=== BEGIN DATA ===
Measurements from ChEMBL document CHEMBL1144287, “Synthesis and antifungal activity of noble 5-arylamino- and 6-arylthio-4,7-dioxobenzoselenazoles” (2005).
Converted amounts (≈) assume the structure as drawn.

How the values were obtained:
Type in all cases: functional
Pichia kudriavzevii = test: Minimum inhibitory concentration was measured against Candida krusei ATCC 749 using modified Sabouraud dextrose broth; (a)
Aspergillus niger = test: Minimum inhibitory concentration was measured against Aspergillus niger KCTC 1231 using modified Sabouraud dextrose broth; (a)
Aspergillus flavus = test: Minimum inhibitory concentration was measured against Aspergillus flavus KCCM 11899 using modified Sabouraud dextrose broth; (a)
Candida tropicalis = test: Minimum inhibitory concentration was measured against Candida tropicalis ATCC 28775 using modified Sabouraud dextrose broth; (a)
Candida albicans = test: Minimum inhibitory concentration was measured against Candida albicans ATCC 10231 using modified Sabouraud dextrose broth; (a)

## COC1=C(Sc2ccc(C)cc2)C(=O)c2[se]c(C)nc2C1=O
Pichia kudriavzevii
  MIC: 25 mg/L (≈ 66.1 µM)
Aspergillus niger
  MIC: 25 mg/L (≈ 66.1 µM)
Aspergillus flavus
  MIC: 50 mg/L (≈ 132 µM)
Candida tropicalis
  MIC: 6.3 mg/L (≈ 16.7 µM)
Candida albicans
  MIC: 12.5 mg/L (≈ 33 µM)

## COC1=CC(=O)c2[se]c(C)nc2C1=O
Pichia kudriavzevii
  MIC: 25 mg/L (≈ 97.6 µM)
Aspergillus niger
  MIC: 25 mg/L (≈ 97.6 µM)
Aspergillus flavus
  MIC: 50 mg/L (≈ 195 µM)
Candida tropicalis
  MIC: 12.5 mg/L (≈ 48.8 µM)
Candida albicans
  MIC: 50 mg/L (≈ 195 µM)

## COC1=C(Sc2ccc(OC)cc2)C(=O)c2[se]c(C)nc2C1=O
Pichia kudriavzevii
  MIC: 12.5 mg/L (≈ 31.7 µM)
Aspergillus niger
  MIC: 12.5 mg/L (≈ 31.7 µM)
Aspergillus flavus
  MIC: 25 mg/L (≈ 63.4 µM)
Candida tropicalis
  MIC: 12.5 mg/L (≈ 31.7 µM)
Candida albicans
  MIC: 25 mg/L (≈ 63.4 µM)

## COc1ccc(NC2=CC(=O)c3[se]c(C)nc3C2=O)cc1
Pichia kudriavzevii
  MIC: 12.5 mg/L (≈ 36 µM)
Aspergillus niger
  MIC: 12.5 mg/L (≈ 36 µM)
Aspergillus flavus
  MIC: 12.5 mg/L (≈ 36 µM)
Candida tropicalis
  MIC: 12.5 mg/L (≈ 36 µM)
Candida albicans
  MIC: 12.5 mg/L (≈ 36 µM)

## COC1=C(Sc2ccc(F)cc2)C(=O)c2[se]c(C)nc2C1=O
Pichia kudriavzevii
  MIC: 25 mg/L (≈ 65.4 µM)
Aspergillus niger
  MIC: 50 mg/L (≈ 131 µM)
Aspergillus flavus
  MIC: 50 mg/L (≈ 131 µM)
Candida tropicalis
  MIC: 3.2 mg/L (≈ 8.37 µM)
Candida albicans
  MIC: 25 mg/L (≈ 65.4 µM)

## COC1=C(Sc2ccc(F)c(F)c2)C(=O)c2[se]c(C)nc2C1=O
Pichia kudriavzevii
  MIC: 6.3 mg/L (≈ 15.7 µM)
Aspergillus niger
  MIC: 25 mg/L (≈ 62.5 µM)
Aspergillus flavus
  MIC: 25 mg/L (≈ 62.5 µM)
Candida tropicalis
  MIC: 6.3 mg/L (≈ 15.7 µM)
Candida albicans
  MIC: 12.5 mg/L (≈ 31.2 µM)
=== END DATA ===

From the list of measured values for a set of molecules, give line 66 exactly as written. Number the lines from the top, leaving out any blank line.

Pichia kudriavzevii